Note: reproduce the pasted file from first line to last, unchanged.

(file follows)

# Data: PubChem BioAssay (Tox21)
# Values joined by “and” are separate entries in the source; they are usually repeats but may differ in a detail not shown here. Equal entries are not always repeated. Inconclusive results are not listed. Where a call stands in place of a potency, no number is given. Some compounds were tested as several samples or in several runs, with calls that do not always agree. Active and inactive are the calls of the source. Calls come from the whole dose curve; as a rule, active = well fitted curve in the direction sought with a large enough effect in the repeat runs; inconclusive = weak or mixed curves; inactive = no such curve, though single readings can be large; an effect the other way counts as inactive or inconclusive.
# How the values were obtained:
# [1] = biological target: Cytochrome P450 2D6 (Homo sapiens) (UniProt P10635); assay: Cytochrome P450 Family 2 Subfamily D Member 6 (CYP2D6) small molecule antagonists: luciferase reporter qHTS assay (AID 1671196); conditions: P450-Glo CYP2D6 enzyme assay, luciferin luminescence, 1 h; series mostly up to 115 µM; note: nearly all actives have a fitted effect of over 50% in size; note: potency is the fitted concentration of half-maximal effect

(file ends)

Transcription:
# Data: PubChem BioAssay (Tox21)
# Values joined by “and” are separate entries in the source; they are usually repeats but may differ in a detail not shown here. Equal entries are not always repeated. Inconclusive results are not listed. Where a call stands in place of a potency, no number is given. Some compounds were tested as several samples or in several runs, with calls that do not always agree. Active and inactive are the calls of the source. Calls come from the whole dose curve; as a rule, active = well fitted curve in the direction sought with a large enough effect in the repeat runs; inconclusive = weak or mixed curves; inactive = no such curve, though single readings can be large; an effect the other way counts as inactive or inconclusive.
# How the values were obtained:
# [1] = biological target: Cytochrome P450 2D6 (Homo sapiens) (UniProt P10635); assay: Cytochrome P450 Family 2 Subfamily D Member 6 (CYP2D6) small molecule antagonists: luciferase reporter qHTS assay (AID 1671196); conditions: P450-Glo CYP2D6 enzyme assay, luciferin luminescence, 1 h; series mostly up to 115 µM; note: nearly all actives have a fitted effect of over 50% in size; note: potency is the fitted concentration of half-maximal effect